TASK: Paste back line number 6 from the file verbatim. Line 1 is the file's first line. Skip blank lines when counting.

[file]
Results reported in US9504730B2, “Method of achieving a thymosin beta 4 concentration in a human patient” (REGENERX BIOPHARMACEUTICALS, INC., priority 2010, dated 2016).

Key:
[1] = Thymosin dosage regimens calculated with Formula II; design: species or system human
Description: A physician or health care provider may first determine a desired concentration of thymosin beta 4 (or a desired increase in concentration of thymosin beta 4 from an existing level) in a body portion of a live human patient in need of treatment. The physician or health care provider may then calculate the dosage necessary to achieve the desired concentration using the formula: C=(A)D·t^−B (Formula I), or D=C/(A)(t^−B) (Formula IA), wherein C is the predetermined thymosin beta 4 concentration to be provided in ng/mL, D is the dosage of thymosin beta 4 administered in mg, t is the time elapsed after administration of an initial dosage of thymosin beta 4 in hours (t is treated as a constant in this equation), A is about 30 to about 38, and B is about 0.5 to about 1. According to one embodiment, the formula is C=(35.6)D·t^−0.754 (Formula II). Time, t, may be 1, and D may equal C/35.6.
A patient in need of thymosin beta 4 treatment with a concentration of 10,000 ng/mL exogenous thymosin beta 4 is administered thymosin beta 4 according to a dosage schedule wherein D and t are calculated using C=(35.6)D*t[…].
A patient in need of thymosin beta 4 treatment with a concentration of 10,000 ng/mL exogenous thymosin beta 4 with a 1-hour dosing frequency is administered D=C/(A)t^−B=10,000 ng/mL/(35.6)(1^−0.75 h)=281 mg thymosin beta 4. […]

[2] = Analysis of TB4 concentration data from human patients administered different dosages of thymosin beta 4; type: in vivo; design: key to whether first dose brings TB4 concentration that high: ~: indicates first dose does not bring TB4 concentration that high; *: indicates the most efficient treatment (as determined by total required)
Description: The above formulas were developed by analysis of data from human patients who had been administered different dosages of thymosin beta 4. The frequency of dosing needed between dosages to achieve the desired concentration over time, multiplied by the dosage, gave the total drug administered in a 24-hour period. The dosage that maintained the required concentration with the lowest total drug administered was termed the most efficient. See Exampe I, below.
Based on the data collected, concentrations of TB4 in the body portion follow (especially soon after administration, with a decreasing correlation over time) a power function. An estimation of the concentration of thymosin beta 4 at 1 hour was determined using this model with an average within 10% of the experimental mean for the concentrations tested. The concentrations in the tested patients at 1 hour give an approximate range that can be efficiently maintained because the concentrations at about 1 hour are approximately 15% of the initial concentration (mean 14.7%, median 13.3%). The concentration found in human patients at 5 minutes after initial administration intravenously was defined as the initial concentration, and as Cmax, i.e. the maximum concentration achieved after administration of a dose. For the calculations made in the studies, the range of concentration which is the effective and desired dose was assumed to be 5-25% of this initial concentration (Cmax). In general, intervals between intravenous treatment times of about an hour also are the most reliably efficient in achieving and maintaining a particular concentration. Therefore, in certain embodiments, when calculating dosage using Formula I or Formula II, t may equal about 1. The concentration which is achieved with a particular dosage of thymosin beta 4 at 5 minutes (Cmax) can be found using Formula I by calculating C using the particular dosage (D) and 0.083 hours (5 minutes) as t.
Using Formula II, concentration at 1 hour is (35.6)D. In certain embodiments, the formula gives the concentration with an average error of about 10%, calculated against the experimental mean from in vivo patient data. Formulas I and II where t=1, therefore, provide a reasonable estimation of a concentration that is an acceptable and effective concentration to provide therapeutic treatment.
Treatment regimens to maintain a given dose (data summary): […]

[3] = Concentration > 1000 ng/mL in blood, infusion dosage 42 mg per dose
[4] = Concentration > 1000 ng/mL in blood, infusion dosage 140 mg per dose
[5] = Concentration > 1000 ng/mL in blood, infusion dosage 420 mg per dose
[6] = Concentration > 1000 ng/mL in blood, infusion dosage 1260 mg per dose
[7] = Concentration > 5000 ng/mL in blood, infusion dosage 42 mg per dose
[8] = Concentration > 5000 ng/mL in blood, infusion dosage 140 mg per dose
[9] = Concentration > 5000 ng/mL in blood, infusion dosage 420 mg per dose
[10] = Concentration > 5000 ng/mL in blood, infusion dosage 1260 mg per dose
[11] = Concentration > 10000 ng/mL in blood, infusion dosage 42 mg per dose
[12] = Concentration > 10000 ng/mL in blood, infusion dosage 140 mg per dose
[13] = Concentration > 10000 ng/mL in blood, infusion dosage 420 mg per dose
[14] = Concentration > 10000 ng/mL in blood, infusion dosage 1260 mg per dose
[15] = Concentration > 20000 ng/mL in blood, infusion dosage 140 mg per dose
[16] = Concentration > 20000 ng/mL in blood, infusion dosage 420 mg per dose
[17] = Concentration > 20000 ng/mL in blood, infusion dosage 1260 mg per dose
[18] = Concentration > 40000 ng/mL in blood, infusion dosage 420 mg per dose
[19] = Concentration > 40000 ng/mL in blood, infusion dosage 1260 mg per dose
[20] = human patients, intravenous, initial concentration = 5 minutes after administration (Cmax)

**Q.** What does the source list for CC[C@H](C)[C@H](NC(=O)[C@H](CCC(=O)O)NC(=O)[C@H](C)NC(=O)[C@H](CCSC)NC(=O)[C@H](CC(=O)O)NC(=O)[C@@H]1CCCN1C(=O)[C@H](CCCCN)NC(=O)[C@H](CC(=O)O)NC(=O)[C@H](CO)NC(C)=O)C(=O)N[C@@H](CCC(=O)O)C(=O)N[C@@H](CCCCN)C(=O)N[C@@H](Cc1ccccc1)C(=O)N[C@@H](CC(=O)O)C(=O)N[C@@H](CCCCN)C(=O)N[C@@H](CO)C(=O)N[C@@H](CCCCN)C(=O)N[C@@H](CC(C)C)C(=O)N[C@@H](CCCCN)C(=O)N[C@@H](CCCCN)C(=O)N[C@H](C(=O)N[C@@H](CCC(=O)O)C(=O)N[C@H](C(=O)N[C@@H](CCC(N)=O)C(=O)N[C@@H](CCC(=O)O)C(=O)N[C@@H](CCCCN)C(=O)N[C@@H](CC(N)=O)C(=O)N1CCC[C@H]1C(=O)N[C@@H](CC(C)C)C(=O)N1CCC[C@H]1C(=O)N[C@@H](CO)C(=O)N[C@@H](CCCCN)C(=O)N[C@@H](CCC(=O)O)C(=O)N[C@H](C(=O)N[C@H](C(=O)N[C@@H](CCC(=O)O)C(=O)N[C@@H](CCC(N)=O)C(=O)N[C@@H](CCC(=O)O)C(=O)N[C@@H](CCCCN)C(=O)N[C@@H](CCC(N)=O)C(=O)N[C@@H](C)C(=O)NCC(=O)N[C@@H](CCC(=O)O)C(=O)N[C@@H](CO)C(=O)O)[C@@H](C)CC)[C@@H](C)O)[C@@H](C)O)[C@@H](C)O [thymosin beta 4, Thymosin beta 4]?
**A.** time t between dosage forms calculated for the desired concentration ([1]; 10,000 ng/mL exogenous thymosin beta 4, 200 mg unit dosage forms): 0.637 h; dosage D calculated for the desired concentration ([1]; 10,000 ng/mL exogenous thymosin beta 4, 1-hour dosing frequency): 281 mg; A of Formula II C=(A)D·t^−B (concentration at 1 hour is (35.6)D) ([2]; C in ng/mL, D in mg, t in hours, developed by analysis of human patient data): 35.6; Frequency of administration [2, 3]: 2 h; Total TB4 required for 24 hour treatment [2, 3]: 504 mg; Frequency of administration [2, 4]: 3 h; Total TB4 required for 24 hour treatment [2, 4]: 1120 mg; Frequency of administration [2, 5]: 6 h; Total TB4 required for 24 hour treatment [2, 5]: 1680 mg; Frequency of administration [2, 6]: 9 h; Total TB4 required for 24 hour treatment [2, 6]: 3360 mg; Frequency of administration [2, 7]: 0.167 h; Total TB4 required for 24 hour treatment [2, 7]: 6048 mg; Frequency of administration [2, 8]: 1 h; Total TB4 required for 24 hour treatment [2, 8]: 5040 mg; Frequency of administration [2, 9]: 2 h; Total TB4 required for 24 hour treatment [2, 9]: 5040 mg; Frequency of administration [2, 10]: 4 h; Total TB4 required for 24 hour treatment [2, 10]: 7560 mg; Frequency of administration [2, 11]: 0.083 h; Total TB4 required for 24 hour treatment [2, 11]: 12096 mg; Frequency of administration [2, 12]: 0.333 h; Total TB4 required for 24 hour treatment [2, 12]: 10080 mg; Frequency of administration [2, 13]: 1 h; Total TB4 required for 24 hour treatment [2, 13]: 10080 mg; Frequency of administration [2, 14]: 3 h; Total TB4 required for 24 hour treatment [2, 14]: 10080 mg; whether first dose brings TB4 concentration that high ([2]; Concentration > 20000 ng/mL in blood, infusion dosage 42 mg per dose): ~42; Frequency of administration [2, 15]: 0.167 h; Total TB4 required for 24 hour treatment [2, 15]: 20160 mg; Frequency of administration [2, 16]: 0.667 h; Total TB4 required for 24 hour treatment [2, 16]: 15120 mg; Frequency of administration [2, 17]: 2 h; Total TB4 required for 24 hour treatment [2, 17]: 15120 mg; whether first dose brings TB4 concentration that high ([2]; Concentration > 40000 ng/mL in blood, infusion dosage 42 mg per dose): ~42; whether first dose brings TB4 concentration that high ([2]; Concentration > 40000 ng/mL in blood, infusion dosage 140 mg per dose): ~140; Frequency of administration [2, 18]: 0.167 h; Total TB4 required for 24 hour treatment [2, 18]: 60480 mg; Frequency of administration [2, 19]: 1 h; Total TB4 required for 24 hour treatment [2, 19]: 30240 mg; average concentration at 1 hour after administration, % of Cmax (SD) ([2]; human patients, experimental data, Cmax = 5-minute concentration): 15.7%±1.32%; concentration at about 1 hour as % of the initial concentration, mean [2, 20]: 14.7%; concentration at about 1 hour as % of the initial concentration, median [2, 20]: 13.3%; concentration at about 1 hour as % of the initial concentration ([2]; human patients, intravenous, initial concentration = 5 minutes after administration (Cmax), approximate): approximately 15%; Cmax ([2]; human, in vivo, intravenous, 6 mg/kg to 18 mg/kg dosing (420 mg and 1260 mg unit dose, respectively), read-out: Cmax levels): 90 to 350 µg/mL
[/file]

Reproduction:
A patient in need of thymosin beta 4 treatment with a concentration of 10,000 ng/mL exogenous thymosin beta 4 with a 1-hour dosing frequency is administered D=C/(A)t^−B=10,000 ng/mL/(35.6)(1^−0.75 h)=281 mg thymosin beta 4. […]